You know those nights? The kind where someone ends up in jail, someone goes to the ER, and maybe you wake up the next morning with a whole bunch of bruises and a suspicious tattoo and why are your shoes so muddy and exactly what is that smell? The self-titled debut album from The Warden is the aural equivalent of that.
The Warden is Ward Richmond, an East Dallas, Texas musician who has cut his musical teeth locally with a variety of bands, playing bass, writing songs, and kicking around. On his debut, he’s surrounded himself with some fine musicians, who bring his vision of “East Dallas honky tonk” to life. The Warden has a grumbly voice, a little evangelizing, a little growly. There’s something reminiscent of David Lowery’s work in Cracker in his vocals: they’re earnest and there’s a sometimes tenuous relationship with pitch. But it’s perfect and completely believable in relation to the lyrics.
Oh, the lyrics. The Warden says the lyrics are autobiographical, but slightly fictionalized. “Tonked up,” he calls it. They’re evocative and hilarious (at times). On “County Line,” The Warden recounts all the things he’s going to quit (smoking, drinking, cocaine, and carousing), and that he plans on leaving wherever he is as soon as he can raise some cash. Selling his apartment is suggested. And dismissed. His plainspoken delivery of the lines, backed up by a chorus of soulful ladies sells it, as does the propulsive beat that chugs along like a freight train. The next track, “Our Town,” with the repeated motif of “Miller Lights, and shots, and fights / Repeat that 5000 nights” conjures up, well, my hometown, with alarming specificity. The trumpet that blows through like an elegy is a nice touch.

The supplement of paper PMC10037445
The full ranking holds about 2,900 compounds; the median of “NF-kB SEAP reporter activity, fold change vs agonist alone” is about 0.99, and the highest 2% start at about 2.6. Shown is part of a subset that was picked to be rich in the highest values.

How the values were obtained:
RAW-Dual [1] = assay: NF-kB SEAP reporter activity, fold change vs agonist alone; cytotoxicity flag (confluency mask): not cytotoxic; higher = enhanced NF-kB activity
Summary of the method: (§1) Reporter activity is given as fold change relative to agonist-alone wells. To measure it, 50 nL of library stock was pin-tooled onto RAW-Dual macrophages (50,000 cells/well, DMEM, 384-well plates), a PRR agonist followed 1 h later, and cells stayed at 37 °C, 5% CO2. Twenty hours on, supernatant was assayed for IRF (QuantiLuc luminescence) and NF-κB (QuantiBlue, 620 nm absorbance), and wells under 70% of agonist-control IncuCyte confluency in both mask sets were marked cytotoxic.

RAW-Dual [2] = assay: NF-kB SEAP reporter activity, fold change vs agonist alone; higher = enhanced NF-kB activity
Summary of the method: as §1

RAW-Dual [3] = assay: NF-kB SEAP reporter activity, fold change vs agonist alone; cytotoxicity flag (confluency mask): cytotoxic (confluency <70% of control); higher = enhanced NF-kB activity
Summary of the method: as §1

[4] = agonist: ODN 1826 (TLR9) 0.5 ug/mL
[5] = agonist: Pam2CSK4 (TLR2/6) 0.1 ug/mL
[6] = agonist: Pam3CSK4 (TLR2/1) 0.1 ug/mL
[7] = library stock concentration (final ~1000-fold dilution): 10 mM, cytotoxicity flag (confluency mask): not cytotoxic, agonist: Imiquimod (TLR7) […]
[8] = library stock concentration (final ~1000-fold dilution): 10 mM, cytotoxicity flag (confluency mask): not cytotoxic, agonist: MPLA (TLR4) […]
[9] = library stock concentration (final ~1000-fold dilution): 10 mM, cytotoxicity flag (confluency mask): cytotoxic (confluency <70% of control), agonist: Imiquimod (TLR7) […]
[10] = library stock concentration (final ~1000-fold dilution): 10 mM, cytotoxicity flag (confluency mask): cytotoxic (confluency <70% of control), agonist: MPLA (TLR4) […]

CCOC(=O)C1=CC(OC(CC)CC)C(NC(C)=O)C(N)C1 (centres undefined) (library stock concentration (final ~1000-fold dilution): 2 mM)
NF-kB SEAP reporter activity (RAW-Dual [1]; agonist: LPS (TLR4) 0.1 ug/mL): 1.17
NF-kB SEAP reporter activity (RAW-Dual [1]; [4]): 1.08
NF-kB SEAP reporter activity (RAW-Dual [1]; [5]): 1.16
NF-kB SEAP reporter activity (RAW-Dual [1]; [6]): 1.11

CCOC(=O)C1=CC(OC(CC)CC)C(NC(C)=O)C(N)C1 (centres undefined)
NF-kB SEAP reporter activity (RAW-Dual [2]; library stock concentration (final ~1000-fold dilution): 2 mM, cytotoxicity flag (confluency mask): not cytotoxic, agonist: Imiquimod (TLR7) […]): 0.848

There are wonderful moments on The Warden, like the nod to Gram Parsons’s “Las Vegas” on “Salvation” and the whole of the rollicking break-up song, “50 Bucks” (the line, “You’re like my punishment for breaking a mirror” is genius, really). The Warden’s backing band is top notch, with some delicious guitar solos tossed in, as well as fine pedal steel. They’re perfect for giving his songs the kind of life they deserve. The mixture of honky tonk and punk of “High Life” must be heard to be appreciated: rollicking is the closest descriptor. It rollicks all over the place.
There’s a sense of place on The Warden. It feels like Texas; it’s in the slide guitar, the driving drums, The Warden’s gruffness, and in the honey sweet vocals of Madison King. King duets on “Bullets,” a regretful, harsh by the light of day track, and “Interstate,” a road song/tour song/love song, where The Warden busts out an endearing croon. Of course, “Livin’ In The EDT” is the most specific of songs: a travelogue of East Dallas, wry and clever.
The Warden is a fantastic debut. The world he’s crafted with his words is specific and honest, and often funny as hell. He’s got a one of a kind voice (vocally and lyrically) and a great, cock-eyed worldview. I love this rowdy album unabashedly. It makes me happy every time I hear it.
The Warden was released on October 8 from Idol Records.